Supermarkets must see sense

I was encouraged to hear last week of a campaign to force supermarkets to donate unwanted food to charity. This already happens in Belgium and there is a UK petition that has already gathered over 120,000 signatures. Surely, this must be a priority for our governments, north and south of the border.

Wasting so much perfectly good food is a scandal and absurd, especially when many go to bed hungry. We need to start prioritising the basics of life over the ridiculous obsession of bad businesses to squeeze every last penny out of their customers.For example, France is banning retailers from throwing away items fast approaching their best before dates and deliberately poisoning products with bleach to prevent them being retrieved by “freegans.”In Scotland, whilst some supermarkets already make arrangements to avoid wastage, these must be made mandatory – enforceable by law – and the beneficiaries of store managers miscalculating their sales strategy should be those who are struggling most, not the seagulls!

So, please show solidarity with the neediest in our society.Investigate the issues online, sign the petition and contact our political representatives.How can it be right that food rots whilst people starve?

Thriving communities are worth paying for

If only we had the cash. This seems to be the oft-repeated refrain in a recent edition of my local weekly newspaper, the Northern Scot, whether from our four-star tourist attraction Museum or the historic, centrally-positioned St Giles Church. We could add to this list: restoring Grant Lodge in Cooper Park, building more cycle lanes connecting our growing suburbs to the town centre, upgrading the A95 so there are no single-lane bottlenecks, opening tennis courts in Elgin free for everyone to use…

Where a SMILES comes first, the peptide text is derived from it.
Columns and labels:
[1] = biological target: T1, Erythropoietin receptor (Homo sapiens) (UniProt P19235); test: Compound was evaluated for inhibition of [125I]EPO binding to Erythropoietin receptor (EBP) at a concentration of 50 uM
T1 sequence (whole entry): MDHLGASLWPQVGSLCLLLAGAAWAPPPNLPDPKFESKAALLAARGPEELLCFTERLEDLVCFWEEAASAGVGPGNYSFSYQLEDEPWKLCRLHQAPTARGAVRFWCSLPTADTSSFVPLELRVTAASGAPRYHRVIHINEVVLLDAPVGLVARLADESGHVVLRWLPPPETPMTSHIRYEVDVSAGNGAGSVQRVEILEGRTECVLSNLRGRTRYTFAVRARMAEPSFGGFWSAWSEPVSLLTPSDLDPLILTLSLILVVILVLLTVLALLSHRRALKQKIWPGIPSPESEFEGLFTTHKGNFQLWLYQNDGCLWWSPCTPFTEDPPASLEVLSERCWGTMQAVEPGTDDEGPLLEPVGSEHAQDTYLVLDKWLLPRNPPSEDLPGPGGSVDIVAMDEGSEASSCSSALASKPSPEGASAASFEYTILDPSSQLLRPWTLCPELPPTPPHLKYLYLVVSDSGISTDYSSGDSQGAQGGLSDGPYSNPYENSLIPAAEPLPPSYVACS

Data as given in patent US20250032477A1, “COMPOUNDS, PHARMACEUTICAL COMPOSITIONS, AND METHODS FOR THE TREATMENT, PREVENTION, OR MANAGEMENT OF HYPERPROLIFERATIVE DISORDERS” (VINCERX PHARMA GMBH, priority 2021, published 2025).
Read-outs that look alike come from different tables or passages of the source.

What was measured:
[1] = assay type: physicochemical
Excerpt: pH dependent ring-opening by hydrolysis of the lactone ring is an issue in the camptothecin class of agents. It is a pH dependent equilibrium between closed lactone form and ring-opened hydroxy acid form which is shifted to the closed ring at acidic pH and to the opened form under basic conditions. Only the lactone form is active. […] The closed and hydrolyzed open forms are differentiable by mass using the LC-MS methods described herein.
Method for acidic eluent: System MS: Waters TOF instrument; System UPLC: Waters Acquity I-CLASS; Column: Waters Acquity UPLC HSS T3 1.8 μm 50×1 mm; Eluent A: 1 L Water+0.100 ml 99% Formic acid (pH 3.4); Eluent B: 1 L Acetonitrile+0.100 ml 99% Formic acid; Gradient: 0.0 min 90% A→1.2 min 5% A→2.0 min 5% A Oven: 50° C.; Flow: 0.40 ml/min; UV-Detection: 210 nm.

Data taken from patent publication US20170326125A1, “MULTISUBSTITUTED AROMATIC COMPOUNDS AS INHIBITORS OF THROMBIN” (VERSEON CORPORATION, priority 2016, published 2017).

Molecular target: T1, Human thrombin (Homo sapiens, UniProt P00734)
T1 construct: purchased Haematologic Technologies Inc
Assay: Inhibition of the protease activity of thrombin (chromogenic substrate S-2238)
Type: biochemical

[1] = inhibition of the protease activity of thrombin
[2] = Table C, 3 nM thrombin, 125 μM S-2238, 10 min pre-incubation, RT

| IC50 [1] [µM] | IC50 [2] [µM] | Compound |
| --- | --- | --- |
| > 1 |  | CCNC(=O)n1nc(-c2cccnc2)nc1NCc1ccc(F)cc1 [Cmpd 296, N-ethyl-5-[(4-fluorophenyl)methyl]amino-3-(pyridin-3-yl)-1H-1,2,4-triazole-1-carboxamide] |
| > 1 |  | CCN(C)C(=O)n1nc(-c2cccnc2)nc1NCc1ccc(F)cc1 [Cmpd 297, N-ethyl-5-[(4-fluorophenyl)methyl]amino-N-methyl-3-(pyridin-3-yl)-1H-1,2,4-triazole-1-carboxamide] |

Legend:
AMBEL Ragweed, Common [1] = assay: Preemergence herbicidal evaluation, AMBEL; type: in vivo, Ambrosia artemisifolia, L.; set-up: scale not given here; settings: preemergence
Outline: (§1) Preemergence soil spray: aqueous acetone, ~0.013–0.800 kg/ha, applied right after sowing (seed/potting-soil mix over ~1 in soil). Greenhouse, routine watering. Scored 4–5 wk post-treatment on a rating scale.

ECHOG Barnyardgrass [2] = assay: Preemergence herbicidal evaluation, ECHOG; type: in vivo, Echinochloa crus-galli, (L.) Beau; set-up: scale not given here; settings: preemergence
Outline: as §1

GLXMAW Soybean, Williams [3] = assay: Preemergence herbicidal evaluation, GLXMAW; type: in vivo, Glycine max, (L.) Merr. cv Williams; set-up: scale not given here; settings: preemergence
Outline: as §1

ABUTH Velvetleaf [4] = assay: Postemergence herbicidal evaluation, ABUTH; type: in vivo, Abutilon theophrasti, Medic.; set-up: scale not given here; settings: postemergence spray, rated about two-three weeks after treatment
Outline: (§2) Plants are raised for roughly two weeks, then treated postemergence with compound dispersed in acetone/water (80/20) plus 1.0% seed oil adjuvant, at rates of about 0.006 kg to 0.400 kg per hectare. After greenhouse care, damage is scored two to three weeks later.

Are we missing the point? Whilst the Scottish Government whine about Westminster’s austerity programme, they have presided over eight years of a Council Tax freeze and completely failed to reform an unfair system based on property, rather than income. No wonder public services and projects are suffering so badly. We must challenge the delusion that you can have something for nothing or decent civic amenities for a pittance. If we want Elgin to flourish and thrive as a community, we need to pay for the transformation.

Still, I was excited to read that Morayvia in Forres is seeking to crowdsource funding for their proposed visitor attraction. This is a route that must surely be pursued by more charities in Moray. Crowdfunding is an excellent way to gauge people’s interest in and support of various ventures. I believe the principle should also be used routinely by Moray Council to identify the public’s priorities for spending additional funds and to seek extra revenues. Imagine if you could go on one website for Moray, check exactly what projects were being pursued, read details of how these will benefit the local area, make pledges of support as you desire and, ultimately, see the dream become a reality. Peolpe can see exactly what their investment achieves. Surely, that would be worth paying for?